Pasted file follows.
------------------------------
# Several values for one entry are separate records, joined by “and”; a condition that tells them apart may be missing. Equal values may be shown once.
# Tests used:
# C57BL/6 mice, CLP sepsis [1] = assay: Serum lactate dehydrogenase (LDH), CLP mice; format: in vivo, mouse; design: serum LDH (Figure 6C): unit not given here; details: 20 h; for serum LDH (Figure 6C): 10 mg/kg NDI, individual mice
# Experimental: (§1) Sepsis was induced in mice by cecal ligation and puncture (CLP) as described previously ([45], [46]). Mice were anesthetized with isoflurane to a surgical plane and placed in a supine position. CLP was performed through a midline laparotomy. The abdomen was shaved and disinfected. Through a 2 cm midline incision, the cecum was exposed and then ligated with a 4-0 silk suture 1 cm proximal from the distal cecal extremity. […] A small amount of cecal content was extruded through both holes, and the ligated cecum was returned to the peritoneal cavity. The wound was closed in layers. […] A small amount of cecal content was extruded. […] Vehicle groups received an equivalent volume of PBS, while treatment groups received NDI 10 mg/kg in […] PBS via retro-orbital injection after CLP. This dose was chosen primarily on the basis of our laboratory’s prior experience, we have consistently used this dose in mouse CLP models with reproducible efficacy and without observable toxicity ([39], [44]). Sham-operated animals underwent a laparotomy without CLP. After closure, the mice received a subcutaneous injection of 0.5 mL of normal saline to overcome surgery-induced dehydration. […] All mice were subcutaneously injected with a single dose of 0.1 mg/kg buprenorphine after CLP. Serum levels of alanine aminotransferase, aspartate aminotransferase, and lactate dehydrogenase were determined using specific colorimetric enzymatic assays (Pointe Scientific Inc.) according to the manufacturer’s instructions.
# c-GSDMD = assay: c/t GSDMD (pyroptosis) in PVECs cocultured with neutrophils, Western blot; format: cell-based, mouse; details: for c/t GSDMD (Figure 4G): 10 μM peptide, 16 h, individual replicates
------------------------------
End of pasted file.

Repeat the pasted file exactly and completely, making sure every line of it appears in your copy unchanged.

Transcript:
# Several values for one entry are separate records, joined by “and”; a condition that tells them apart may be missing. Equal values may be shown once.
# Tests used:
# C57BL/6 mice, CLP sepsis [1] = assay: Serum lactate dehydrogenase (LDH), CLP mice; format: in vivo, mouse; design: serum LDH (Figure 6C): unit not given here; details: 20 h; for serum LDH (Figure 6C): 10 mg/kg NDI, individual mice
# Experimental: (§1) Sepsis was induced in mice by cecal ligation and puncture (CLP) as described previously ([45], [46]). Mice were anesthetized with isoflurane to a surgical plane and placed in a supine position. CLP was performed through a midline laparotomy. The abdomen was shaved and disinfected. Through a 2 cm midline incision, the cecum was exposed and then ligated with a 4-0 silk suture 1 cm proximal from the distal cecal extremity. […] A small amount of cecal content was extruded through both holes, and the ligated cecum was returned to the peritoneal cavity. The wound was closed in layers. […] A small amount of cecal content was extruded. […] Vehicle groups received an equivalent volume of PBS, while treatment groups received NDI 10 mg/kg in […] PBS via retro-orbital injection after CLP. This dose was chosen primarily on the basis of our laboratory’s prior experience, we have consistently used this dose in mouse CLP models with reproducible efficacy and without observable toxicity ([39], [44]). Sham-operated animals underwent a laparotomy without CLP. After closure, the mice received a subcutaneous injection of 0.5 mL of normal saline to overcome surgery-induced dehydration. […] All mice were subcutaneously injected with a single dose of 0.1 mg/kg buprenorphine after CLP. Serum levels of alanine aminotransferase, aspartate aminotransferase, and lactate dehydrogenase were determined using specific colorimetric enzymatic assays (Pointe Scientific Inc.) according to the manufacturer’s instructions.
# c-GSDMD = assay: c/t GSDMD (pyroptosis) in PVECs cocultured with neutrophils, Western blot; format: cell-based, mouse; details: for c/t GSDMD (Figure 4G): 10 μM peptide, 16 h, individual replicates